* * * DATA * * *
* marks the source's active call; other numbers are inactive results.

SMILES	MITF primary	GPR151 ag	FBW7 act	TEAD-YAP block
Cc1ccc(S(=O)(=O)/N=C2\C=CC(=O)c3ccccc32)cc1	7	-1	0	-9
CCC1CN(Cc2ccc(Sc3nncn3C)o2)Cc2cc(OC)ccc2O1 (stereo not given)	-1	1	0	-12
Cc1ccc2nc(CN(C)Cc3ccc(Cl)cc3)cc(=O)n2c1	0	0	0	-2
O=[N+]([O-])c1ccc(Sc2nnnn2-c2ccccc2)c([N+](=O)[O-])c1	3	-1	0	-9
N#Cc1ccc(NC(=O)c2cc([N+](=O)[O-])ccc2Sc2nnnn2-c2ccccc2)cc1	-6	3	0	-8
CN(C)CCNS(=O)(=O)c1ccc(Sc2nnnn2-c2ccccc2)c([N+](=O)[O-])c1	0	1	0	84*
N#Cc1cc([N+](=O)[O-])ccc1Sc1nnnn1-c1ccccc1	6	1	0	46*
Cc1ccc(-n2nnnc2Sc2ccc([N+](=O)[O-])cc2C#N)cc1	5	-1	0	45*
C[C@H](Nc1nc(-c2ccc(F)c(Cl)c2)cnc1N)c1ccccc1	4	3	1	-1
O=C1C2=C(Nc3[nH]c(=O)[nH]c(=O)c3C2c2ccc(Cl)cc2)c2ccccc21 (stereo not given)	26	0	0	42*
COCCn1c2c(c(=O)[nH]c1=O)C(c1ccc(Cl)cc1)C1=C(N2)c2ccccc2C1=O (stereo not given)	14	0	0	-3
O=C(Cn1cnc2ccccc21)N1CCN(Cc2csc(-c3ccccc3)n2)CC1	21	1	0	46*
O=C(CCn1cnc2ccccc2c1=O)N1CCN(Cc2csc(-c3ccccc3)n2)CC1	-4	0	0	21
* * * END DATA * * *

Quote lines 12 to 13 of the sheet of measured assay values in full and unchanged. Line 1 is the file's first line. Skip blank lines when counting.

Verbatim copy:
O=C1C2=C(Nc3[nH]c(=O)[nH]c(=O)c3C2c2ccc(Cl)cc2)c2ccccc21 (stereo not given)	26	0	0	42*
COCCn1c2c(c(=O)[nH]c1=O)C(c1ccc(Cl)cc1)C1=C(N2)c2ccccc2C1=O (stereo not given)	14	0	0	-3